Security is big business on the set of Georgia film/TV productions

Sites for top productions like “Stranger Things” and “The Fast and the Furious” draw big crowds and curious onlookers.

It’s up to professional security companies like Atlanta-based Global Protective Services (GPS) to keep the cast and crew safe.

GPS L_Reginald Lindsay R_ Phillip A Lindsay

“Because of Georgia’s film industry, we went from employing fewer than 100 people to having 550 full-time employees during our busiest times,” says Reginald Lindsay, president and CEO of GPS. “As movies come to Georgia, we’ll continue to put people to work.”

GPS provides total security for the production set, securing equipment, controlling access to the film sights, securing basecamp, and providing bodyguards for onset talent. The security team even keeps an eye on social media and will track down the source of leaked information from onset.

Popular shows with large teenage fan bases can be a challenge, but Reginald says his team is happy to handle the crowd-control issues. He and his team are excited to be a part of the film industry and take great pride in their work.

Reginald and his brother Phillip Lindsay, vice president of GPS, took their entire management staff and employees to see “Furious 7.” When they saw the company’s name listed in the credits, the whole team felt excited and proud. “We let out a loud cheer right there in the theater when we saw it,” says Phillip.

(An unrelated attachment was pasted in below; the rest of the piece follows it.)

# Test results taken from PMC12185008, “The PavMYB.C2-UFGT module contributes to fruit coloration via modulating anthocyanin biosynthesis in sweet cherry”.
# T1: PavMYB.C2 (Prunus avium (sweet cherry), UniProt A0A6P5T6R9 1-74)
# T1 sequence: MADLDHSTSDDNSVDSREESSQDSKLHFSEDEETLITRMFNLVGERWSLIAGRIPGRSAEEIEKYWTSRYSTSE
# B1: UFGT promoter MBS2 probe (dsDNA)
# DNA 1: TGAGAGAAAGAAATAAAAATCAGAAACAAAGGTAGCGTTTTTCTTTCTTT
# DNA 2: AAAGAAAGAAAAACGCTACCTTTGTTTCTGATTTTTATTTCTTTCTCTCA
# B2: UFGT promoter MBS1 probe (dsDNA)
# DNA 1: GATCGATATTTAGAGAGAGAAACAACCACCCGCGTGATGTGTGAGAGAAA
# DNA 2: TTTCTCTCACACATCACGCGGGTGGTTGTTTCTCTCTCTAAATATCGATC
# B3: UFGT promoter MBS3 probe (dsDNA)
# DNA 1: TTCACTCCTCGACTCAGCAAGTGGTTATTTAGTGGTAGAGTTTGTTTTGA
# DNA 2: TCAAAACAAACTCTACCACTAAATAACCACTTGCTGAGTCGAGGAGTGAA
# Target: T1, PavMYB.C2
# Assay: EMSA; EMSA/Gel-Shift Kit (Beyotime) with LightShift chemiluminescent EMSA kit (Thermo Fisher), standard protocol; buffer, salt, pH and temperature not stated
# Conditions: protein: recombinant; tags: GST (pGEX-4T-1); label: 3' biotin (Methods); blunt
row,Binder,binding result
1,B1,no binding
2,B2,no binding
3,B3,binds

Reginald moved to Atlanta in 1994. He had a degree in business management and an interest in law enforcement. He began his career as a police officer in Clayton County and was promoted to Major in the Clayton County Sheriff’s department. In 1999, Reginald started his security company. In 2006, a GPS operations manager formed a relationship with the location manager for the film “Stomp the Yard” and GPS was hired to secure its first movie.

Since that first opportunity, GPS has provided security for hundreds of productions in Georgia. The film industry accounts for 60 percent of GPS’s business. They currently employee more than 300 people.

“I feel great that our company put hundreds of people to work while unemployment was high during the housing market crash,” says Reginald. “We hired normal people from all walks of life, like former teachers and retirees. The economic security we provide not only helps our employees, it trickles down to a web of people in our community. We feel that responsibility — it’s overwhelming and exciting.”

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